• Assuming rationality, not honesty: Since anyone can participate, the protocol can’t assume parties blindly follow the protocol and enforce correct behavior by explicit checks and economic incentivization.

  • Sufficiently Scalable - the protocol should scale reasonably well, up until a point where we have a reasonably large number of participants. It’s hard to determine what number is “reasonably large.”

  • Strong and Fast L2 Finality - StarkNet state becomes final only after a batch is proven to L1 (which might take as long as several hours today). Therefore, the L2 decentralization protocol should make meaningful commitments regarding the planned execution order well before the next batch is proved.

  • Inexpensive - the users shouldn’t pay excessively high transaction fees to sponsor the work done by the entities (Sequencers and Provers) that run the StarkNet consensus protocol.

  • Lightweight - We want to leave most of StarkNet computational “real estate” for the applicative layer of StarkNet. As an extreme counterexample, a situation where 50% of the Cairo steps proven in each block are dedicated to verifying the consensus protocol itself is wasteful and does not make sense.

We also keep the following nice-to-have requirements in mind:

  • As Secure as Ethereum: In “classical” decentralization protocols, an honest/rational majority is required for assuming the network processes correct transactions. However, StarkNet should rely on the security of the underlying L1 network, namely Ethereum. Therefore, a suitable decentralization protocol will guarantee that as long as Ethereum’s security is not compromised, StarkNet will never freeze or enter an invalid state due to an attack on its Sequencers/Provers.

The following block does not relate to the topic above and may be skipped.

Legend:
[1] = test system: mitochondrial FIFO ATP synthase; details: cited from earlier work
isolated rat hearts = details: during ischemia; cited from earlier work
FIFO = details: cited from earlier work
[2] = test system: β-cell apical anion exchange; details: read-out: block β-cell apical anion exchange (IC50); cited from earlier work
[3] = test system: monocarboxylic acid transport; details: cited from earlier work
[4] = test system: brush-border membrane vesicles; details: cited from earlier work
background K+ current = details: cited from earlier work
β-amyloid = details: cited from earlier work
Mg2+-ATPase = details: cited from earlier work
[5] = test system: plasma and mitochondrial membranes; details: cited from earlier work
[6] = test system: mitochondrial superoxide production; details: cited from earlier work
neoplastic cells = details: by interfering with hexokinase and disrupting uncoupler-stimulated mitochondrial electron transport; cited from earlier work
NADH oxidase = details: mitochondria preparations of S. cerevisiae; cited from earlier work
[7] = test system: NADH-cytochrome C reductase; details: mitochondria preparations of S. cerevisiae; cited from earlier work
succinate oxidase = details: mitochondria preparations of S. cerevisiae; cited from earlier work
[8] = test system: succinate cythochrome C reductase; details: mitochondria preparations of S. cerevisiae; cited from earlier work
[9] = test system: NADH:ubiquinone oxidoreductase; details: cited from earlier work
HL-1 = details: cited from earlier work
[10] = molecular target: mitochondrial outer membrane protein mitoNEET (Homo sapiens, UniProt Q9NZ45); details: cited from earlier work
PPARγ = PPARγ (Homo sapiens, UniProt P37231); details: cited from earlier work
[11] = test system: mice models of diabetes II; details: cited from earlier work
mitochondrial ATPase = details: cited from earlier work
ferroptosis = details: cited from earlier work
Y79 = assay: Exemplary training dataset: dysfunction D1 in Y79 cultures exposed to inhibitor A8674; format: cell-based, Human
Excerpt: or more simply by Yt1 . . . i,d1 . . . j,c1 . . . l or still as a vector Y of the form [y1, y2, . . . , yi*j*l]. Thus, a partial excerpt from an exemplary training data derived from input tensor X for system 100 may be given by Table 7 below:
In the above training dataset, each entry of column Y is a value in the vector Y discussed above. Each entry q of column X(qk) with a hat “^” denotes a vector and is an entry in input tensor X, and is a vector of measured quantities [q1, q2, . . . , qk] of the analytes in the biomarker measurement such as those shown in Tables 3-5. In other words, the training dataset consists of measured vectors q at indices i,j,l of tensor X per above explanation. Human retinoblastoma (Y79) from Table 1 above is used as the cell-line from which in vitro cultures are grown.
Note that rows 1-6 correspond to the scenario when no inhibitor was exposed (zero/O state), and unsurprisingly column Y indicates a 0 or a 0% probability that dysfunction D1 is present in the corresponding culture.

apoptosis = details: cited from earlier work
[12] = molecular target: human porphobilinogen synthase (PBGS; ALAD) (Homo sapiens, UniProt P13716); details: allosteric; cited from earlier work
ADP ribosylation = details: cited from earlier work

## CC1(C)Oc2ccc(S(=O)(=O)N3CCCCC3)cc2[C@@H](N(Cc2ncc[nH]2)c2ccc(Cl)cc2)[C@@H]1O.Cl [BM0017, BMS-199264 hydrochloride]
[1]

• Battle-tested: StarkWare’s main field of expertise is STARK proofs and the tooling around them, not necessarily consensus protocols. Hopefully, we can utilize components that other consensus protocols that have already demonstrated in production their performance and security, already implemented.

It’s vital to notice that some of these attributes are somewhat conflicting by nature. For example, getting extremely fast finality, or working with dozens of thousands of validators, might result in a protocol that wouldn’t be as lightweight. Another example: relying heavily on underlying Ethereum L1 might cause the protocol to be too expensive. We will work closely with the community to find the right balance.


I would add MEV as an important topic for consideration.


Totally agree with you buddy , but isnt it starknet solve the mev problem itself :thinking:

I agree we overlooked the MEV aspect so far…

Do you have concrete examples for MEV-countering protocols you would like us to draw inspiration from?

Do you think MEV protection is worthwhile even if it hurts a little the aspects mentioned here? (Decentralization, Performance and fast finality?)

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I am definitely not a MEV expert. Only thing that comes to my mind is Proposer/Builder Separation:

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Can a party/node operator be both sequencer and prover? How does that align in terms of economic incentive and what if that party turns out to be malicious? We have trouble on both end. Another question to consider.